Nationalism was another important aspect of Schumann’s music. Music conveys nationalism through its ability to convey particular characteristics of the country in which it was composed. This was done, for example, through the inclusion of familiar elements of folk music and by turning to the nation’s history, legends and folk tales as sources of inspiration and foundational elements of the compositions created. Rather than being identified as a collective ‘European’ approach to music, this was an attempt by composers to celebrate the unique qualities of the country. Examples of nationalistic music produced in Germany would include music written with German lyrics and musical notation and focused upon German traditions, images and attributes. The success of this approach in conveying the important elements of the country’s identity is reinforced by the fact that nationalistic music has been used by country’s since its development as a means of propaganda and as a rallying point for new endeavors.
This is certainly in keeping with Schumann’s music as his early career is characterized by the lied, or the German art song, which focused upon the elements of Romanticism and included combinations of piano and voice. “Schumann’s songs were emotional revelations of amazing power and effect. Schumann also explored further the recesses of the romantic imagination – twilight and darkness, the pain of separation from the beloved or the homeland, terror in Germany’s dense primeval forests – and he helped make the realm of the mysterious into true romantic territory” (“Romanticism”, 2007). The natural world of his music was the German homeland which was reflected in the sounds and images the music calls forth.
This early approach to nationalism was continued into his symphonies, particularly as it can be traced through his third symphony, often referred to as The Rhenish. “The Rhenish was Schumann’s effervescent reaction to an 1851 trip down the Rhine River from Dusseldorf to Cologne. He and Clara reveled in the romantic Rhineland scenery, the magnificent and unfinished gothic cathedral in Cologne, and the idyllic pace of the Rhine – all of which find their way into the symphony” (Carousel Corner, 1999). It is particularly the cathedral that most critics seem to find resonance with within the piece. “The broad curving lines of the magnificent Theme with which it opens, are inescapably suggestive of the wide arches of a Gothic structure; and the majestic solemnity of the fourth Movement, the medieval pattern of its sonorous tones (as of an organ), its echoes, and the suggestion of the swinging censors, unmistakably reflect some impressive ceremony within the sacred, vaulted edifice” (Frigon, 2005). In its second movement, the symphony recalls the shorter elements of his earlier Art songs which were undeniably influenced and inspired by traditional German folk songs. “Of this Movement, with its warm-hearted, good-natured musical sentiment, Schumann said: ‘it seemed necessary to give prominence to popular (folk-song) elements, and I believe I succeeded in doing so’” (cited in Frigon, 2005). While these elements are alluded to in the third and fourth movements as well, it isn’t until the fifth movement that the concept of the Folk songs again takes prominence within the work. “The Finale, an Allegro, in which Schumann’s aim to emphasize the folk-idiom is clearly evident, is likewise irregular in structural design, but approximates the sonatine-allegro form” (Frigon, 2005).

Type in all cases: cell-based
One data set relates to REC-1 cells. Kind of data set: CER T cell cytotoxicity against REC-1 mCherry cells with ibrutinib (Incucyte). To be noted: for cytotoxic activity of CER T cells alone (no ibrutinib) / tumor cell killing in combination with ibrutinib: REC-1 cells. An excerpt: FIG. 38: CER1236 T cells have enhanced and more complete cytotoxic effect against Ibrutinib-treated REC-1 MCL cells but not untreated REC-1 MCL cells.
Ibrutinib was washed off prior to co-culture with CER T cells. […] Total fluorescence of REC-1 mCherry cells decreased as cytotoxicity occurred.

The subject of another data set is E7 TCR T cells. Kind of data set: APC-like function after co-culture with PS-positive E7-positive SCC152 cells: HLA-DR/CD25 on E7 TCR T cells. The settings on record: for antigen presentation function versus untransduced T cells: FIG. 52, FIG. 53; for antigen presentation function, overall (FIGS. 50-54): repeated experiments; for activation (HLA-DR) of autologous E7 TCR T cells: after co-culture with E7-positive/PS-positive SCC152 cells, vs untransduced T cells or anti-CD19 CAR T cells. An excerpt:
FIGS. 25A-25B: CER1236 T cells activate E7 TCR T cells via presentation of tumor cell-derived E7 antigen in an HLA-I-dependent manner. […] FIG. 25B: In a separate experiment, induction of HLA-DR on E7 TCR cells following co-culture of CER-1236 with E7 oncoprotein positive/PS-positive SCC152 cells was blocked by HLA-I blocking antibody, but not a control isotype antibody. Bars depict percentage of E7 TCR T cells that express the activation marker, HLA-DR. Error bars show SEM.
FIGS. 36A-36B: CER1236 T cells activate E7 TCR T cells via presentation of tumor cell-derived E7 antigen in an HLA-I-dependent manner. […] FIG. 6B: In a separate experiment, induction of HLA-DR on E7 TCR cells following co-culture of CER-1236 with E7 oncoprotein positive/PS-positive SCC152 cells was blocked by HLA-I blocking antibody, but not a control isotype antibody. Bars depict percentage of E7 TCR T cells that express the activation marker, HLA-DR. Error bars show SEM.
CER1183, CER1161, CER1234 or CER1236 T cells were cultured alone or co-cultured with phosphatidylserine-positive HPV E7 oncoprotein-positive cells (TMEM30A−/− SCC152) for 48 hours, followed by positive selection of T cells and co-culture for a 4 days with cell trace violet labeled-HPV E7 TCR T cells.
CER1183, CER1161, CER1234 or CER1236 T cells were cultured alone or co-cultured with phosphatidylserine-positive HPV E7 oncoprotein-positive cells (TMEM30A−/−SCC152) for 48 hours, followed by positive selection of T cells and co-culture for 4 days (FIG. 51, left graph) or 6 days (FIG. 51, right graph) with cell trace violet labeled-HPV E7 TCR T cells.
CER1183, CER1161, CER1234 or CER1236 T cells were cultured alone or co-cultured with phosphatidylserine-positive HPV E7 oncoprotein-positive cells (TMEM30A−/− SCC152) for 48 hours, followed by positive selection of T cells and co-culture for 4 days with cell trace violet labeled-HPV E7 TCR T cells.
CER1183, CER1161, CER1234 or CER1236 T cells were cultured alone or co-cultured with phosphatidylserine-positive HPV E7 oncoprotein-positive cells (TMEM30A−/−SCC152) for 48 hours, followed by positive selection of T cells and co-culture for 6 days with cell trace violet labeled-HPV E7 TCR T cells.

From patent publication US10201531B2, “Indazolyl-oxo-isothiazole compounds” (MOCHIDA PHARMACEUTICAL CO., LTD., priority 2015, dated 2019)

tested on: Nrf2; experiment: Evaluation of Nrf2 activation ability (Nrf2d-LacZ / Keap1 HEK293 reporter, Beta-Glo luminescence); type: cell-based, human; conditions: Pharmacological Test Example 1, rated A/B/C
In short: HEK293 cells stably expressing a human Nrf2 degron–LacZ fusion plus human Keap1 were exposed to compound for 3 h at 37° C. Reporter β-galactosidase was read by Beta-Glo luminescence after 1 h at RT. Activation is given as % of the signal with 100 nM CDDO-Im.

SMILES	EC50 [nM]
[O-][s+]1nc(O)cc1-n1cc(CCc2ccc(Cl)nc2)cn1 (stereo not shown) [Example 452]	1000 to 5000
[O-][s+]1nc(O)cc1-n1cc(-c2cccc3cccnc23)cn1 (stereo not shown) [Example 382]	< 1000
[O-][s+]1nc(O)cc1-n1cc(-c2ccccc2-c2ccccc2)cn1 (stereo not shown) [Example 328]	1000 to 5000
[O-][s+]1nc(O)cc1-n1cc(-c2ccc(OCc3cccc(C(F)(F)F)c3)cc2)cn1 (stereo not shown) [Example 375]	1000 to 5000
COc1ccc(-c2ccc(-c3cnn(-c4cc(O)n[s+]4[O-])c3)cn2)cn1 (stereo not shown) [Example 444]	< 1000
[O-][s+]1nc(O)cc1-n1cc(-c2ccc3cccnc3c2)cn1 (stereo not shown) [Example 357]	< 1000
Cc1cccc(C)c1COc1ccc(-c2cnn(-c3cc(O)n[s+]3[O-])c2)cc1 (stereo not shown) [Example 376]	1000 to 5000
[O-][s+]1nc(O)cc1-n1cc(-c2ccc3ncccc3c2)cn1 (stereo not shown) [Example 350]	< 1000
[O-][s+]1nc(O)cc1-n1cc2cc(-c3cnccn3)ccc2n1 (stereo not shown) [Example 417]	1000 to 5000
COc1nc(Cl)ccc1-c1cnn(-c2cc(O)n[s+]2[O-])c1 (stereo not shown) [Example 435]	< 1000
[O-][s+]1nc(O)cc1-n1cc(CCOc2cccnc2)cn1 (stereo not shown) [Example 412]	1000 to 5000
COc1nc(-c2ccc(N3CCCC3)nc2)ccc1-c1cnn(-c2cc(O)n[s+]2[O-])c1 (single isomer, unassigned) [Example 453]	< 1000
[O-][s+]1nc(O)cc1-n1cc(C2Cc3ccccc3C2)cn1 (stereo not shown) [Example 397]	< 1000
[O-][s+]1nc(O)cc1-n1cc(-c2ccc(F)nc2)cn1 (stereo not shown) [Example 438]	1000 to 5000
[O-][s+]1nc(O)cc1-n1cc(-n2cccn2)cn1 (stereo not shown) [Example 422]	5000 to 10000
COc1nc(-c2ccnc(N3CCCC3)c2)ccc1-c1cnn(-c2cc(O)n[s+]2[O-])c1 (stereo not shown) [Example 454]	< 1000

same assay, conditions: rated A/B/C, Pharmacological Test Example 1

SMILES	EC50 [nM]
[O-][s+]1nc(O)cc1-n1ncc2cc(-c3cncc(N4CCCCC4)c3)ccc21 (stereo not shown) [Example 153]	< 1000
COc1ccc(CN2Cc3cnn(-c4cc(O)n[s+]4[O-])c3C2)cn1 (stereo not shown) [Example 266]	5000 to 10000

Thus, subjectivity and nationalism are both seen to be strong characteristics of Schumann’s works. Nationalism is evident in his works through such recurring themes as traditional German folk songs and suggestions of particularly inspiring German landmarks and sights. However, subjectivity seems to play a much larger role in distinguishing Schumann from the rest of the composers who were working during this time period. Romanticism was sweeping the continent and composers in every country were breaking away from the traditional forms of composition to embrace the advancement of national identity. Schumann was no different in taking this approach from the other composers of his time, but his subjectivity enabled him to express it in unique ways. While “The Rhemish” was composed specifically with the intent to make it appeal to a wide audience, it remained Schumann’s deep connection with the natural environment and his own internal reverberations, his ability to retain the subjective even while incorporating the traditional, which marked his genius and established his influence over future composers. His abstract approach to art as he responded to the natural resonance of his own interior world helped usher in a new approach to music in general.
- Carousel Corner. (1999). The Free Library. The Gale Group. Web.
- Frigon, Chris. (2005). “Robert Schumann: Symphony No. 3 (Rhenish), Eb major, Op. 97.” Symphony Salon. Portland, OR. Web.
- Moss, Charles K. (2007). “Robert Schumann (1810-1856).” Carolina Classical.
- Perrey, Beate Julia. (2002). Schumann’s Dichterliebe and Early Romantic Poetics: Fragmentation of Desire. Cambridge: Cambridge University Press.
- Rockwell, John. (1986). “Schumann’s Symphonies Attract Noted Interpreters.” The New York Times. Web.
- “Romanticism.” (2007). MSN Encarta.